Atonement Part I


First off, I feel as if one of the major problems with the church’s current understanding of the atonement is that it remains fixated on Jesus’ death and blood. I remember last October I talked to one of those Christians that attempts to converts students at UT by making them aware of their eternal destination in Hell. Although I usually resisted the temptation of conversing with Christians, in this instance I caved in. As we started talking about the cross she continued to emphasize that God needed Jesus’ blood to blot out the sins of the world. Barring the fact that her view makes God looks like a vampire, I believe there are many other problems with this view, both theologically and ethically. While I won’t pretend that this this view is without any scriptural support, it is a cursory reading to pretend that Paul only understands Jesus’ death through the lens of substitution. Paul offers numerous metaphors to attempt to describe the event of Jesus’ death on the cross. Another odd thing about a substitutionary view (whether Anselm’s or Luther’s) is that’s it has only been around for the last thousand years of Christianity. Previously the patristic fathers mostly viewed Jesus’ death from what Gustaf Aulen termed the “Christus Victor” view. The predominant view by the patristic fathers was the ransom theory. From this perspective God and Satan were involved in a cosmic battle for dominion over humanity. Man had been under Satan’s control since the Fall. However, because of God’s masking of Jesus’ perfection from Satan, Satan was tricked by God into persecuting Jesus, which ultimately led to the crucifixion. Although the dualistic cosmology and the deception of God might strike us as primitive, I believe this view better encapsulates a holistic view of the Gospel narrative.

For one, the substitutionary view of atonement tends to minimize the life and ethical teachings of Jesus and focuses exclusively on the cross/resurrection. Jesus’ role is reduced to merely functional so that he can take care of the sin problem that has plagued mankind. I believe Paul is partially responsible for the problem, given his almost complete neglect of Jesus’ message of the Kingdom of God. Bultmann summarizes it well, “The proclaimer becomes the proclaimed”. Although some Christians might believe that Jesus went around preaching, “I am the Son of God and I have come to take away the sins of the world by my death”, this is not upheld by a faithful reading of the gospels. His message is better summarized in Mark 1 by, “The time is fulfilled, and the kingdom of God is at hand; repent and believe in the gospel”. I’ll have to return to the Gospel of John in a later post to address certain issues arising in the fourth gospel.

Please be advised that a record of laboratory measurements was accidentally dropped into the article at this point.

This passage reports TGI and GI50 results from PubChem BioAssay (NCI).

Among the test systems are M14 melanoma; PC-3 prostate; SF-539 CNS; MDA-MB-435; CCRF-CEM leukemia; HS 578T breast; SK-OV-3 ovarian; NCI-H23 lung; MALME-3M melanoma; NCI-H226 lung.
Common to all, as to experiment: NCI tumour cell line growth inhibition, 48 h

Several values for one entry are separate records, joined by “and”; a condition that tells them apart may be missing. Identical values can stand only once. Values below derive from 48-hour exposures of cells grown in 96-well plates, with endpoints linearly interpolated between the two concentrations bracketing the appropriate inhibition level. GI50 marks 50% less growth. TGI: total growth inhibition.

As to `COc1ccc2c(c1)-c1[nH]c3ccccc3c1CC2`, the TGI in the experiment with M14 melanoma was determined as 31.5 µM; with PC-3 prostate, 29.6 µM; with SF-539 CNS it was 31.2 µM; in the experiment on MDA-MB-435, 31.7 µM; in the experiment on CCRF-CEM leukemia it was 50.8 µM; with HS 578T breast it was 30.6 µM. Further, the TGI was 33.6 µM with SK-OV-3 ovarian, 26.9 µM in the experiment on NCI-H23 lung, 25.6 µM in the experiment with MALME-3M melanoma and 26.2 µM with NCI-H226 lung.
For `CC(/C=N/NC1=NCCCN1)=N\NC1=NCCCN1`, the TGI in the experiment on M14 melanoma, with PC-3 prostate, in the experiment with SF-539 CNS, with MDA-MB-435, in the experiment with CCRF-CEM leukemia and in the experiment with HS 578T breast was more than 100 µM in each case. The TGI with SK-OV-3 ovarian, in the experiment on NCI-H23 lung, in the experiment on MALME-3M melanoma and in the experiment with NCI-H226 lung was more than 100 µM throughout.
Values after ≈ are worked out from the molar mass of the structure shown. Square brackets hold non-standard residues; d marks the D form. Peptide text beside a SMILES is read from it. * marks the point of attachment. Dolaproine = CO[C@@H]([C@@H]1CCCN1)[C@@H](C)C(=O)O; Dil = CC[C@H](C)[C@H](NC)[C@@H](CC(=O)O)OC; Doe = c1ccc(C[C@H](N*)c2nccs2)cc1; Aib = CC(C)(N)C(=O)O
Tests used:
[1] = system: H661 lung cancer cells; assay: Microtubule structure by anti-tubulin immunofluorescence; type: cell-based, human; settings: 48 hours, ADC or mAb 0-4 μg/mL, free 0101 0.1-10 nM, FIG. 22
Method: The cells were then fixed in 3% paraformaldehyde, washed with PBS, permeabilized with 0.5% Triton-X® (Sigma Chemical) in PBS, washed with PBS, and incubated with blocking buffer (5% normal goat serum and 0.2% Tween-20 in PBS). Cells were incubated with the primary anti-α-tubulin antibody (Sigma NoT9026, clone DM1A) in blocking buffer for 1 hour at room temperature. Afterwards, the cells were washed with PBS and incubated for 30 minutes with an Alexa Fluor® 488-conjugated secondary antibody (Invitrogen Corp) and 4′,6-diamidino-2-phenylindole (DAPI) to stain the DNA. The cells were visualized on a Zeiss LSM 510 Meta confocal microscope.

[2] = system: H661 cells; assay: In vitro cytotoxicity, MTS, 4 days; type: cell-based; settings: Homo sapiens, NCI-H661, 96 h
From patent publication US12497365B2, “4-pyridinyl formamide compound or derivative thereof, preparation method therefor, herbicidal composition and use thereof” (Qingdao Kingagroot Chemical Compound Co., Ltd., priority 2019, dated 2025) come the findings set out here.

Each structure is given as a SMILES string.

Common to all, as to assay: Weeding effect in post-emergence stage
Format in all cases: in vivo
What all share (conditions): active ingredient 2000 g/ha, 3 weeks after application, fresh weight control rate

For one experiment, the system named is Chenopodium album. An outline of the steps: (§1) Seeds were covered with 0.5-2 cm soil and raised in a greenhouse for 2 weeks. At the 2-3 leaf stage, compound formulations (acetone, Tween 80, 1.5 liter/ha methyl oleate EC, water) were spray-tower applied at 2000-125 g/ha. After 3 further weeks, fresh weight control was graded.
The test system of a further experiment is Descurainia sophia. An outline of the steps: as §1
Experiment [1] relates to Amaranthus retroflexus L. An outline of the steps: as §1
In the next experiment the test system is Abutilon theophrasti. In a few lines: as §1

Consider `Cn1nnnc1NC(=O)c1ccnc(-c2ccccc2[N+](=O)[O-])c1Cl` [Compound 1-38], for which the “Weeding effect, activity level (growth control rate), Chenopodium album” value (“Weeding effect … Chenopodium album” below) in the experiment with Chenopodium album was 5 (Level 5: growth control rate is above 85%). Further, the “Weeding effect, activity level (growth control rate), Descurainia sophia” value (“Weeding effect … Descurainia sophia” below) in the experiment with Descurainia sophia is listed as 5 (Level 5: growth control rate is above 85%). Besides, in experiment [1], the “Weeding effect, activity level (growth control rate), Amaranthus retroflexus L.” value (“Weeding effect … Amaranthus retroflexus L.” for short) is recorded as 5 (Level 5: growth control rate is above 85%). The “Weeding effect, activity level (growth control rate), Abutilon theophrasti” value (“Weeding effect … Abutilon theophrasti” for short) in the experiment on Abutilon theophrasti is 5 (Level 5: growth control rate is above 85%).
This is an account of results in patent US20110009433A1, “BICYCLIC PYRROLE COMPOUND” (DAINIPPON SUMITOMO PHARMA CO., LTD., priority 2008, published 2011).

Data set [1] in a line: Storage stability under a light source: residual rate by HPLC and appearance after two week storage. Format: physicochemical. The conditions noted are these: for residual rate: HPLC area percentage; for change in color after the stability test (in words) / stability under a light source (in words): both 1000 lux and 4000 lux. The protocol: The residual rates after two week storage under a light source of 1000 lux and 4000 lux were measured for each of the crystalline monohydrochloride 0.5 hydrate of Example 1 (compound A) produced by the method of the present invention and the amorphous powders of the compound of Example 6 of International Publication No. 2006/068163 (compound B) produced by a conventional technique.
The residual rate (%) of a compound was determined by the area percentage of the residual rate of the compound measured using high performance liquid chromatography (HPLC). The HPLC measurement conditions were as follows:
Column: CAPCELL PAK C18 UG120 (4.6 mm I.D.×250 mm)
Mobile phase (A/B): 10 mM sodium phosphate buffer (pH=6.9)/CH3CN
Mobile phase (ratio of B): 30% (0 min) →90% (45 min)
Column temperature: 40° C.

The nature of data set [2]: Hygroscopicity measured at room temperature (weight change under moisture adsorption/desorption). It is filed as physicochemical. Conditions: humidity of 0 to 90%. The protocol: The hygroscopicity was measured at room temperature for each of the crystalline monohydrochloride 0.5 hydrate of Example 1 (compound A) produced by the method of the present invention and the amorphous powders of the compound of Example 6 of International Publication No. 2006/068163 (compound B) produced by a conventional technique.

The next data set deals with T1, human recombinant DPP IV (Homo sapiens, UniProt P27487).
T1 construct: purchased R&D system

The substitutionary view results in some twisted beliefs and practices. For one, God looks like an ass. Because he cannot lower himself to forgive humanity until Jesus spills his blood, his grace seems very conditional. Caputo notes in What Would Jesus Deconstruct just how antithetical this atonement view is when compared to Jesus’ parable of the prodigal son. In this narrative, the father requires nothing from the son (i.e. an apology) to offer his lavish forgiveness to his son that betrayed him. How do we go from the God of grace and forgiveness who asks that we extend forgiveness seven times seventy, to the God that demands Jesus’ blood to offer salvation to humanity?

On a more personal level, I work at a crises line for domestic violence. I cannot count how many times I have talked to women who have been lied to by the church to be submissive to their husbands and accept abuse just like Jesus accepted suffering on the road to Calvary in submission to the will of God the Father. For a unique perspective, check out Delores Williams’ book Sisters in the Wilderness to see just how damaging this atonement view has been in encouraging a surrogacy role that many black women fulfilled for white slave owners in the South. The God-Man who dies on the cross for our sins to appease his oppressive father does support such a view. However, the God-Man who confronts the powers and principalities with his weakness and love to bring about the Kingdom of God and rid the world of evil strongly challenges anyone trying to suffer to for the sake of being faithful to Jesus’. Read Kotsko’s post on An und fur sich: Suffering isn’t redemptive in an of itself. Even if God works in mysterious ways it doesn’t diminish the severity and tragedy any catastrophe.


2 Responses to “Atonement Part I”

  1. Collin Mac Says:

    Could you elaborate in another post on the Christus Victor view of atonement or others views of atonement that you prefer to the substitionary or bloodthirsty ones.

  2. jbsrh18 Says:

    Sure that’ll be my next post

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